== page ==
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Reviewed 12/2013

County Forms of Government

Contents

Introduction

Article 11, sections 3 through 5 of the Washington Constitution control the creation and governance of counties. The constitution allows for two forms of county government: 1) the "commission" form; and 2) the "home rule" charter form. Article 11, section 16 of the Washington Constitution also allows home rule charter counties and the cities within them to consolidate into one government entity.

This webpage offers a brief overview of the commission and home rule charter forms of county government and the consolidated city-county option for home rule charter counties, including basic legal references and information on the current status of county government forms in Washington's 39 counties.

Articles

Commission Form of County Government

Article 11, section 5 of the Washington Constitution makes the commission form the standard form of county government throughout the state for counties that do not adopt a home rule charter and sets forth, in general terms, the governmental structure that all commission counties must have. Of Washington's 39 counties, 33 "noncharter" counties operate under the commission form of government provided by state law.

The commission form is often referred to as the "plural executive" form of government. Under the commission form, the county governing body consists of a three-member board of commissioners, elected on a partisan basis, who serve as the county's legislative body and also perform executive functions. Counties with populations greater than 300,000 can increase the size of the commission from three to five members.

While the county commissioners establish the budget and act as the county legislative body, they share administrative functions with several other independently-elected county officials, including a clerk, treasurer, sheriff, assessor, coroner, and auditor (or recorder). The county prosecuting attorney and the judges of the superior court are also independently elected.

Although there is no constitutional or statutory requirement for county commissioners to delegate any of their executive authority to a separately-appointed administrator, many of them have, to a limited degree, chosen to do so.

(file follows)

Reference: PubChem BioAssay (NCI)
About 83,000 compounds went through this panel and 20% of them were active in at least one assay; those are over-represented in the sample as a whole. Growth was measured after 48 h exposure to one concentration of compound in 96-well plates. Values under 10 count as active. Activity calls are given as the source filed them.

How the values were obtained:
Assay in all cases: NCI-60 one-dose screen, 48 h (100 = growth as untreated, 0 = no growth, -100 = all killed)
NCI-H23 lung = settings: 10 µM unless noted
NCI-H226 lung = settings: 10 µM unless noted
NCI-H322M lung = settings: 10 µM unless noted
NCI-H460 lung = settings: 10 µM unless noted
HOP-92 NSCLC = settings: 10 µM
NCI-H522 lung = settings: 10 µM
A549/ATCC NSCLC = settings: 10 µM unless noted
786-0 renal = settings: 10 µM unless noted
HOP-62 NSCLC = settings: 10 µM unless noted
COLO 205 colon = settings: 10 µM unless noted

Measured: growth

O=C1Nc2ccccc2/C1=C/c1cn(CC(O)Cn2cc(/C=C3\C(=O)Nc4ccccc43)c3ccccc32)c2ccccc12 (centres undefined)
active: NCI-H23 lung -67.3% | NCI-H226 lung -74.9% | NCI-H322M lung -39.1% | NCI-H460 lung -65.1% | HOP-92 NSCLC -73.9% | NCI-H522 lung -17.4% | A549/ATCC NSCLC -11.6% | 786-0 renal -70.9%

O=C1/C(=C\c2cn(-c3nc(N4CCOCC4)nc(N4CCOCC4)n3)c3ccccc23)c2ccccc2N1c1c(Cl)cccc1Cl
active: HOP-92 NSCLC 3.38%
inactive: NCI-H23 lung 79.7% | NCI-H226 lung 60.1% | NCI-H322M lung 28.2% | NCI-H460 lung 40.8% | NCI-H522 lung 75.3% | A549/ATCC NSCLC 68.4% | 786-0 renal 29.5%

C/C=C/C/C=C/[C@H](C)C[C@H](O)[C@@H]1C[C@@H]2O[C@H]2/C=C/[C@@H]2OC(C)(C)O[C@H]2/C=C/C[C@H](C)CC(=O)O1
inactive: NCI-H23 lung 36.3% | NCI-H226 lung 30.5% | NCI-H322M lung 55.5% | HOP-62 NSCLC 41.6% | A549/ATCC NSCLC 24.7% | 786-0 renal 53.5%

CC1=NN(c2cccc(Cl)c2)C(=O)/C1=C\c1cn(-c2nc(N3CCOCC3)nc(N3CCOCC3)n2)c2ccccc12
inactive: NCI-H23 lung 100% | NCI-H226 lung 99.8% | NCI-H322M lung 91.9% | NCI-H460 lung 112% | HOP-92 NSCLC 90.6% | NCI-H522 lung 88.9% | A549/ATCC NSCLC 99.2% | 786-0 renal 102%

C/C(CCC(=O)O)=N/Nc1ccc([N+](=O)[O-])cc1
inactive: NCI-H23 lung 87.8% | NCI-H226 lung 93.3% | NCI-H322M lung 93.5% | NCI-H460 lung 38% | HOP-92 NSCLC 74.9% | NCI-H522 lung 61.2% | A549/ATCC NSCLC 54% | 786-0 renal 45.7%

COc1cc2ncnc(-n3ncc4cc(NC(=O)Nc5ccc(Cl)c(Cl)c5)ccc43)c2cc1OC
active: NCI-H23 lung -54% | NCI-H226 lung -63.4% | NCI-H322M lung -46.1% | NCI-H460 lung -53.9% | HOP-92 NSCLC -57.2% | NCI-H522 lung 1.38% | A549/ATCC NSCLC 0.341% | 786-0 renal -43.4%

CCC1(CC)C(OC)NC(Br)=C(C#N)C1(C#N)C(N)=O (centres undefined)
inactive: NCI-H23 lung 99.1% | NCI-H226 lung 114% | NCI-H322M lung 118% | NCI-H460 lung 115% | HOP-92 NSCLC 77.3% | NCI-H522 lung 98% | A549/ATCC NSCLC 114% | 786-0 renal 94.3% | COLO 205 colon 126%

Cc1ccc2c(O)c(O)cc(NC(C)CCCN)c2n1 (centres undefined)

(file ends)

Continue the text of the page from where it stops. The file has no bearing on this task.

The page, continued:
Statutes - Commission Form of County Government

"Home Rule" Charter Form of Government

Article 11, section 4 of the state constitution was amended in 1948 to provide the option for counties to adopt "home rule" charters to provide their own form of government that may be different from the commission form prescribed by state law. Home rule charters can provide for any county officers deemed necessary to perform county functions, but they cannot affect the election of the prosecuting attorney, the county superintendent of schools, the judges of the superior court, and the justices of the peace, or the jurisdiction of the courts.

After adoption of a charter, the powers, authority, and duties of county officers provided for by state law, except for the prosecuting attorney, are vested in the county legislative authority, unless the charter expressly assigns powers and duties to specific officers. The duties of the board of county commissioners and other elected officers may also be modified by charter. The commissioners and other elected officers may be entirely replaced, subject to certain restrictions.

Home rule charters can also provide the powers of initiative and referendum to the citizens of the county. All charter counties have adopted initiative and referendum powers.